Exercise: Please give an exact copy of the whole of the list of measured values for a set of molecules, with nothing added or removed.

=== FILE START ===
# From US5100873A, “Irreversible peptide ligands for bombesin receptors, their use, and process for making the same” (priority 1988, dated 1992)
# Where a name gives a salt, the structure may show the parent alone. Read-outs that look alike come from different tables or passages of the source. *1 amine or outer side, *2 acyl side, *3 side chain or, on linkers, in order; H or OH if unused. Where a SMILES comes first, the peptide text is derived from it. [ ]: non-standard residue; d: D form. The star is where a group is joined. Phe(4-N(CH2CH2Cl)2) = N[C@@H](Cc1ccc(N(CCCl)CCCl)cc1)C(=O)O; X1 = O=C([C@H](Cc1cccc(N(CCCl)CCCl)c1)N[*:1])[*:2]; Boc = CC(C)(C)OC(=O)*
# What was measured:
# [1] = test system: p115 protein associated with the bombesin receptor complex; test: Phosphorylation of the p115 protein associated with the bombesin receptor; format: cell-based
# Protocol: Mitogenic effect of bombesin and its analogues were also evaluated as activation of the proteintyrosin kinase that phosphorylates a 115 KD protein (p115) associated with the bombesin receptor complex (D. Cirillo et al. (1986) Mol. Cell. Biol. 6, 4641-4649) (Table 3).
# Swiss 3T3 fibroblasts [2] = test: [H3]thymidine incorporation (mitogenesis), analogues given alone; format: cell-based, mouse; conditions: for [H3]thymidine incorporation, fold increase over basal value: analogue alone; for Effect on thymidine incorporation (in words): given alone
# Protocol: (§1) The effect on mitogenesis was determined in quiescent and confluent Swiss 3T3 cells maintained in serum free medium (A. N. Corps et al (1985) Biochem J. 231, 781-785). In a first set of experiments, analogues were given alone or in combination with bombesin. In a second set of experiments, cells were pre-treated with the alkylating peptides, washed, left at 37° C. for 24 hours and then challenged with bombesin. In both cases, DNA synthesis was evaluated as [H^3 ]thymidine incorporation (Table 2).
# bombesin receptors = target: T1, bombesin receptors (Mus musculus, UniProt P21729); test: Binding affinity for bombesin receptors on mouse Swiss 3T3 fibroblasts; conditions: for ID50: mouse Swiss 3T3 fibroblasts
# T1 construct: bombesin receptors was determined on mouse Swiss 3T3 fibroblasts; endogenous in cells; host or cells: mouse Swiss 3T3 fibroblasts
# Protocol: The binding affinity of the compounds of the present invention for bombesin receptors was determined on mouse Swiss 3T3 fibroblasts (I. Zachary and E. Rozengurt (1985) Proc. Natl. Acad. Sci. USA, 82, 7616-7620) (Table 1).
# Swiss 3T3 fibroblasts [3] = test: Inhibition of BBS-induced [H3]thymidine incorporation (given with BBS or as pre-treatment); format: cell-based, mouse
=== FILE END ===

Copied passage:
# From US5100873A, “Irreversible peptide ligands for bombesin receptors, their use, and process for making the same” (priority 1988, dated 1992)
# Where a name gives a salt, the structure may show the parent alone. Read-outs that look alike come from different tables or passages of the source. *1 amine or outer side, *2 acyl side, *3 side chain or, on linkers, in order; H or OH if unused. Where a SMILES comes first, the peptide text is derived from it. [ ]: non-standard residue; d: D form. The star is where a group is joined. Phe(4-N(CH2CH2Cl)2) = N[C@@H](Cc1ccc(N(CCCl)CCCl)cc1)C(=O)O; X1 = O=C([C@H](Cc1cccc(N(CCCl)CCCl)c1)N[*:1])[*:2]; Boc = CC(C)(C)OC(=O)*
# What was measured:
# [1] = test system: p115 protein associated with the bombesin receptor complex; test: Phosphorylation of the p115 protein associated with the bombesin receptor; format: cell-based
# Protocol: Mitogenic effect of bombesin and its analogues were also evaluated as activation of the proteintyrosin kinase that phosphorylates a 115 KD protein (p115) associated with the bombesin receptor complex (D. Cirillo et al. (1986) Mol. Cell. Biol. 6, 4641-4649) (Table 3).
# Swiss 3T3 fibroblasts [2] = test: [H3]thymidine incorporation (mitogenesis), analogues given alone; format: cell-based, mouse; conditions: for [H3]thymidine incorporation, fold increase over basal value: analogue alone; for Effect on thymidine incorporation (in words): given alone
# Protocol: (§1) The effect on mitogenesis was determined in quiescent and confluent Swiss 3T3 cells maintained in serum free medium (A. N. Corps et al (1985) Biochem J. 231, 781-785). In a first set of experiments, analogues were given alone or in combination with bombesin. In a second set of experiments, cells were pre-treated with the alkylating peptides, washed, left at 37° C. for 24 hours and then challenged with bombesin. In both cases, DNA synthesis was evaluated as [H^3 ]thymidine incorporation (Table 2).
# bombesin receptors = target: T1, bombesin receptors (Mus musculus, UniProt P21729); test: Binding affinity for bombesin receptors on mouse Swiss 3T3 fibroblasts; conditions: for ID50: mouse Swiss 3T3 fibroblasts
# T1 construct: bombesin receptors was determined on mouse Swiss 3T3 fibroblasts; endogenous in cells; host or cells: mouse Swiss 3T3 fibroblasts
# Protocol: The binding affinity of the compounds of the present invention for bombesin receptors was determined on mouse Swiss 3T3 fibroblasts (I. Zachary and E. Rozengurt (1985) Proc. Natl. Acad. Sci. USA, 82, 7616-7620) (Table 1).
# Swiss 3T3 fibroblasts [3] = test: Inhibition of BBS-induced [H3]thymidine incorporation (given with BBS or as pre-treatment); format: cell-based, mouse